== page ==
To maintain good customer and public communications, consider keeping more detailed records than required by law. Records can prove invaluable as documentation in the event of a complaint or a lawsuit against your business. Pesticide records provide all the necessary information about the pesticides and how they were applied, thus protecting the applicator from what may be false accusations. Additional information that could be valuable to include in your records include the following: weather, nozzle sizes, spray pressures, ground speed, calibration, or any other special precautions that may have been used or taken. Records can also help determine which pesticide treatments work, which treatments do not work, and why.

Recordkeeping is also a major tool of IPM, including documenting pest sightings and population levels, pest-control techniques used, and overall environmental conditions. Good records enable an applicator to make more informed pest-control decisions. If medical treatment for a pesticide injury is required for humans or animals, records can provide information necessary to the medical staff for diagnosis and treatment. Good records can also document the steps that were taken to protect workers and the environment from pesticides. Records may also be used to respond to the public's concern regarding pesticide use.

More details on Florida's requirement for pesticide records may be viewed at http://edis.ifas.ufl.edu/pi012.

Answering Your Customers’ Questions

Today, customers and other concerned individuals are likely to ask the pesticide applicator, the sales representative, or the service technician about the products that will be used to manage their pest problems. Customers may ask about possible effects on children, pets, property, the environment, and on themselves. How you answer these questions can determine whether your customer is satisfied. Preparing yourself and your staff to answer consumer concerns is the professional approach. A good way to familiarize every pesticide applicator and technician in the company with typical questions and answers is to discuss these during company training sessions. Role playing by staff members can help reinforce correct and responsible responses.

If requested by the customer or anyone else inquiring about pesticides, provide Web addresses and 800 phone numbers for pesticide emergencies and information. For emergencies, contact the National Poison Control Center at 1-800-222-1222. For pesticide information, contact the National Pesticide Information Center (NPIC) at 1-800-858-7378 or on-line at http://npic.orst.edu/. Also, when requested by your customer or other concerned individuals, be prepared to provide the trade and common names of the pesticides and copies of the product labels and SDS.

Your Professional Image

It takes work to achieve and maintain a professional image. As a representative of your pest management company, seek to reinforce a positive company image (Figure 4). Remember, your work actions reflect on your company and on the entire pest management industry. Be sure to leave a positive impression.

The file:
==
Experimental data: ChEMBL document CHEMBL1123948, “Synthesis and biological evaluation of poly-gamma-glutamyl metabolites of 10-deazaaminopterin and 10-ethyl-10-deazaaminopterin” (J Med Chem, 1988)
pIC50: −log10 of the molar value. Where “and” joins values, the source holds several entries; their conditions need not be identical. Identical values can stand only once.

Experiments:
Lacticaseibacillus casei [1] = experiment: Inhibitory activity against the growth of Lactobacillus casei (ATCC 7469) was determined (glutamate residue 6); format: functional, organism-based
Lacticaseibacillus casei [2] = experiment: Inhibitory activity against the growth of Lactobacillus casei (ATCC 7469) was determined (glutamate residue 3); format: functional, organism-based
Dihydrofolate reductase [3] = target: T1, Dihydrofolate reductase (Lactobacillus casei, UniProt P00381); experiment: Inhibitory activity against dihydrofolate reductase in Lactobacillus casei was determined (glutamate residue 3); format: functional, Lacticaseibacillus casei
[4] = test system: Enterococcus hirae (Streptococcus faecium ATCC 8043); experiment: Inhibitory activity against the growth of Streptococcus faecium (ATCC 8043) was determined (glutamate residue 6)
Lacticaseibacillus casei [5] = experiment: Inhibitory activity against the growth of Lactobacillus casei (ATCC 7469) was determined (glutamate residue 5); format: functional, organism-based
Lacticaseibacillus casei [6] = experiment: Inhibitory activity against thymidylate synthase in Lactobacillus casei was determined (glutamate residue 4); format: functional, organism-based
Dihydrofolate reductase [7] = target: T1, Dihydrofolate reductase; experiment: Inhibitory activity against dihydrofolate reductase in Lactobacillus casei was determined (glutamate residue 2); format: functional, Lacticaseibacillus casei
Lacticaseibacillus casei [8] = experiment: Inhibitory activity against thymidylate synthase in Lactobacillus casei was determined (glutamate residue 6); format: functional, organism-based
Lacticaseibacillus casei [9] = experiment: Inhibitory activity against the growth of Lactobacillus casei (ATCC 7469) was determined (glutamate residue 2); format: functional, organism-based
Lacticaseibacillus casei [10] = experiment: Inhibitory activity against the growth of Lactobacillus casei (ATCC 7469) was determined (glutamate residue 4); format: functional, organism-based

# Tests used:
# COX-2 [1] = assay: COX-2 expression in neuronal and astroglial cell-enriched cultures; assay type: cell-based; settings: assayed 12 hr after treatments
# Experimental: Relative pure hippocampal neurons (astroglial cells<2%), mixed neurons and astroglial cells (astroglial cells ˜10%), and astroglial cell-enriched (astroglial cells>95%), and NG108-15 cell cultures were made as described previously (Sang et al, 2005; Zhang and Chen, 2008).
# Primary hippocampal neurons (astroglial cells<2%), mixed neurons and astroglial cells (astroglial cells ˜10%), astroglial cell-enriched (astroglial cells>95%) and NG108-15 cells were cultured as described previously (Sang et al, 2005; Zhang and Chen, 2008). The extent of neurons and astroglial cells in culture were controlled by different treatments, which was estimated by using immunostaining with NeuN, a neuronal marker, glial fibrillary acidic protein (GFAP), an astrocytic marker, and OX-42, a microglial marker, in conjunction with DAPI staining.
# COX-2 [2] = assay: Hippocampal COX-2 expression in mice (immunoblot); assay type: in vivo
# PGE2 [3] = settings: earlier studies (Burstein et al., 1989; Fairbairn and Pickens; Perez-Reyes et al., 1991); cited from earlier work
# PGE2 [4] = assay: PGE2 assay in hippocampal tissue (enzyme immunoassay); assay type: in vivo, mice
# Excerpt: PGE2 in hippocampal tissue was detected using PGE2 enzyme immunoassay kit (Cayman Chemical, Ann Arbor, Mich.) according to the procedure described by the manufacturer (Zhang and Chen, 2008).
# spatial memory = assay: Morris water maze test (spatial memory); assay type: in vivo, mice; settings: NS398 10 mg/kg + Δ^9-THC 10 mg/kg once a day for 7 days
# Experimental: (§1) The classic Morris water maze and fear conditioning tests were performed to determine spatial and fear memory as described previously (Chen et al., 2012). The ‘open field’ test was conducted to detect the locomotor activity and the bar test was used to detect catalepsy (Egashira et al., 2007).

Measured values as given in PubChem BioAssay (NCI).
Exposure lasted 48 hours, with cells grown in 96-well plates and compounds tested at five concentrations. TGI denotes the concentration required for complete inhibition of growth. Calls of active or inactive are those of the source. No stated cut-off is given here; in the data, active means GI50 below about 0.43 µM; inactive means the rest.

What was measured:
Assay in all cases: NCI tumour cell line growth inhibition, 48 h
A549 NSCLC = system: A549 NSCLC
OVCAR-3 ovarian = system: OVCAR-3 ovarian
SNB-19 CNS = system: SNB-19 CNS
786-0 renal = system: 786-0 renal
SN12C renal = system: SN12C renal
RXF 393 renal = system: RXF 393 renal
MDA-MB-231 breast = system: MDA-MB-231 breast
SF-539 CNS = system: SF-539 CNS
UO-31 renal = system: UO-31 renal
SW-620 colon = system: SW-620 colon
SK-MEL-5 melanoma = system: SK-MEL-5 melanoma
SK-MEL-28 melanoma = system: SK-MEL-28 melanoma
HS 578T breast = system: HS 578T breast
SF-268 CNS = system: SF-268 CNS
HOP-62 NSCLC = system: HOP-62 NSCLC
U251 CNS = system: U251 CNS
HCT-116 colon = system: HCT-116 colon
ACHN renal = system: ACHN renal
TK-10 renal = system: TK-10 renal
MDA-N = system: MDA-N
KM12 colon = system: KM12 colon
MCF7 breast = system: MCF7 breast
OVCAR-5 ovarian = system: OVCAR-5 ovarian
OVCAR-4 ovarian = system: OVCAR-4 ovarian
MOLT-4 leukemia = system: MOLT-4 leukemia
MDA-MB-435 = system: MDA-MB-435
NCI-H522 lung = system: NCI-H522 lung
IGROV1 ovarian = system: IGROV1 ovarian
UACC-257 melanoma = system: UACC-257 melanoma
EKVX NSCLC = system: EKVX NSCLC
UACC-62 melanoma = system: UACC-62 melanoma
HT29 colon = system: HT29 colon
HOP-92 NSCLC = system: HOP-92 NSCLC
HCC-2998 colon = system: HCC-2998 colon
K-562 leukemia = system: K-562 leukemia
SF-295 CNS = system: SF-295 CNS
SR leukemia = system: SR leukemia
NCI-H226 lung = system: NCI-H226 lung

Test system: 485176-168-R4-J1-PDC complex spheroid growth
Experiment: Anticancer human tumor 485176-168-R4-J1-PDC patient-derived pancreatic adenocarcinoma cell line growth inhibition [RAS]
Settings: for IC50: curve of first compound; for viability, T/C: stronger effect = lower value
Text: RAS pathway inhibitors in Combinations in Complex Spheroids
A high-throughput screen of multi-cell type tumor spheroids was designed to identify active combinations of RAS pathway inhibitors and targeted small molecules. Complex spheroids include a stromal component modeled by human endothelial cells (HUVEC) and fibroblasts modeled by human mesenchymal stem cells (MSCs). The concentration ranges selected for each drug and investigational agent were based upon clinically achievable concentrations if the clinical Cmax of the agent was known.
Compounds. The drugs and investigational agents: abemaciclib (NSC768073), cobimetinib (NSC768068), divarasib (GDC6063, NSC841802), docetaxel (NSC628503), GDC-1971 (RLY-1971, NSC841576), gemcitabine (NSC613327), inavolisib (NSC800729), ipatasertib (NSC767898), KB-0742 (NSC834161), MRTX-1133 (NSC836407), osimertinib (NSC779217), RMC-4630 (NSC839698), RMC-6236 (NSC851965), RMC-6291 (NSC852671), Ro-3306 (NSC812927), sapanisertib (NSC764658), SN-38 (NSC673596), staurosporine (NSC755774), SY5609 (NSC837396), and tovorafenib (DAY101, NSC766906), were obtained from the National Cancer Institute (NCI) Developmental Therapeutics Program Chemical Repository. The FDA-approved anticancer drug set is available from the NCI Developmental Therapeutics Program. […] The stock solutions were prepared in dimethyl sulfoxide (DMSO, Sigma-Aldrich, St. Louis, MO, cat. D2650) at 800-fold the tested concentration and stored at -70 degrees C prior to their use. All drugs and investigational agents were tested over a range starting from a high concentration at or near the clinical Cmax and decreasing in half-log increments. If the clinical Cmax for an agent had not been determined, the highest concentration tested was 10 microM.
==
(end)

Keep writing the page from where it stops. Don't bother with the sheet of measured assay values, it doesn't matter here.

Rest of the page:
Figure 4. 

Professional image reflects positively upon your company.

[Click thumbnail to enlarge.]

Additional Information

Aerts, M.J., O.N. Nesheim, and F.M. Fishel. 1998. Pesticide Recordkeeping. PI-20. Gainesville: University of Florida Institute of Food and Agricultural Sciences. http://edis.ifas.ufl.edu/pi012 (March 2018)

Fishel, F.M. 2005. Enhancing the Effectiveness of a Professional Pest Management Program. PI-39. Gainesville: University of Florida Institute of Food and Agricultural Sciences. http://edis.ifas.ufl.edu/pi076 (March 2018)

Fishel, F.M. 2005. Selecting a Professional Pest Control Service. PI-38. Gainesville: University of Florida Institute of Food and Agricultural Sciences. http://edis.ifas.ufl.edu/pi075 (March 2018)

Nesheim, O. and F.M. Fishel. 1998. Registry of Persons Requiring Prior Notification of the Application of Pesticides. PI-5. Gainesville: University of Florida Institute of Food and Agricultural Sciences. http://edis.ifas.ufl.edu/pi004 (March 2018)



This document is PI 177, one of a series of the Agronomy Department, UF/IFAS Extension. Original publication date January 2009. Revised February 2018. Visit the EDIS website at http://edis.ifas.ufl.edu.


Frederick M. Fishel, professor, Agronomy Department, and director, Pesticide Information Office; UF/IFAS Extension, Gainesville, FL 32611.

The Institute of Food and Agricultural Sciences (IFAS) is an Equal Opportunity Institution authorized to provide research, educational information and other services only to individuals and institutions that function with non-discrimination with respect to race, creed, color, religion, age, disability, sex, sexual orientation, marital status, national origin, political opinions or affiliations. For more information on obtaining other UF/IFAS Extension publications, contact your county's UF/IFAS Extension office.

U.S. Department of Agriculture, UF/IFAS Extension Service, University of Florida, IFAS, Florida A & M University Cooperative Extension Program, and Boards of County Commissioners Cooperating. Nick T. Place, dean for UF/IFAS Extension.